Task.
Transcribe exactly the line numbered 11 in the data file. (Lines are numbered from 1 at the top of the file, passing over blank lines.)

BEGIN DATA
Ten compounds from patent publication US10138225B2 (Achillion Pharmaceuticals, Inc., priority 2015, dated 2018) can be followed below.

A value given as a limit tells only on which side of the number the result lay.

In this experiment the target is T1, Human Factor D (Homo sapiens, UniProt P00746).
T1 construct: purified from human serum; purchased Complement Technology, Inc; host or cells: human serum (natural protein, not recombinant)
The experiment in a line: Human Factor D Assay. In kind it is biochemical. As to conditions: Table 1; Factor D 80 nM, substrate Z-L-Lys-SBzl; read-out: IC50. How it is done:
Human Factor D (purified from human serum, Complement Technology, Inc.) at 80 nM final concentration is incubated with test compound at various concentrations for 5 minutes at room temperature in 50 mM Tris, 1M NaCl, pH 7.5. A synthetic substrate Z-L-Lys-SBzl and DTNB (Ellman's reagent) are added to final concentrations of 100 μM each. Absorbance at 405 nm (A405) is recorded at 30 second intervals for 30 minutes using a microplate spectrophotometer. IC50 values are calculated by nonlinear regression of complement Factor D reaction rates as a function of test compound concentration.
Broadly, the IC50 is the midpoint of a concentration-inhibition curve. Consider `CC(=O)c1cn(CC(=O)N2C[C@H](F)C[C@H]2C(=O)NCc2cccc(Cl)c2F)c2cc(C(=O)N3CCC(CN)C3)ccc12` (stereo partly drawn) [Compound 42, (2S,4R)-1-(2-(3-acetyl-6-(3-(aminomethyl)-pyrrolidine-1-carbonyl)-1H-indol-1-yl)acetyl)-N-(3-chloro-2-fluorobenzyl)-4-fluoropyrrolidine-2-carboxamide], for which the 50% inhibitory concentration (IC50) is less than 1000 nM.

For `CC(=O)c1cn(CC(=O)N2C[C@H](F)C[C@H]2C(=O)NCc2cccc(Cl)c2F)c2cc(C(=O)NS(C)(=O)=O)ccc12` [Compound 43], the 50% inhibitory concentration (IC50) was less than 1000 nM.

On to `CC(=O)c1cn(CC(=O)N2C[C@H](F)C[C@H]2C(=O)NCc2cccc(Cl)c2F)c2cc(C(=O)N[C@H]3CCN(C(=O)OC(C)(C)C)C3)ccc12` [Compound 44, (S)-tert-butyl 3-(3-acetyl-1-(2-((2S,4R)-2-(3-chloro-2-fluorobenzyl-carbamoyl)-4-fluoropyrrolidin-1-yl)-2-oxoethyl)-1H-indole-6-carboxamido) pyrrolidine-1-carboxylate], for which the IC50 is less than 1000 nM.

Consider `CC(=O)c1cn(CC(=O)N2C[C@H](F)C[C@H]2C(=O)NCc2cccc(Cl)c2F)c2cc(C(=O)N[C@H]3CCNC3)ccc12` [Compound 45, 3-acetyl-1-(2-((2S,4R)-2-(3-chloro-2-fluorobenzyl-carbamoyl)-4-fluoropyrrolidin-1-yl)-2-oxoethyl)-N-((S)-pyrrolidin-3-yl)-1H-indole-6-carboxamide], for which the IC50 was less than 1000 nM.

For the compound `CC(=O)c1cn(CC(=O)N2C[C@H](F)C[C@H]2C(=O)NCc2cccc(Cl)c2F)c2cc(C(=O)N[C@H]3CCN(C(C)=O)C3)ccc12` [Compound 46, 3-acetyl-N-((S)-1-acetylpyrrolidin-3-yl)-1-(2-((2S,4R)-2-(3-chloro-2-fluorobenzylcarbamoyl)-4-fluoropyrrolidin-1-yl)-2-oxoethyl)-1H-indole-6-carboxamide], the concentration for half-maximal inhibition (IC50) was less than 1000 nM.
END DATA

For the compound `CC(=O)c1cn(CC(=O)N2C[C@H](F)C[C@H]2C(=O)NCc2cccc(Cl)c2F)c2cc(C(=O)N[C@H]3CCN(C(C)=O)C3)ccc12` [Compound 46, 3-acetyl-N-((S)-1-acetylpyrrolidin-3-yl)-1-(2-((2S,4R)-2-(3-chloro-2-fluorobenzylcarbamoyl)-4-fluoropyrrolidin-1-yl)-2-oxoethyl)-1H-indole-6-carboxamide], the concentration for half-maximal inhibition (IC50) was less than 1000 nM.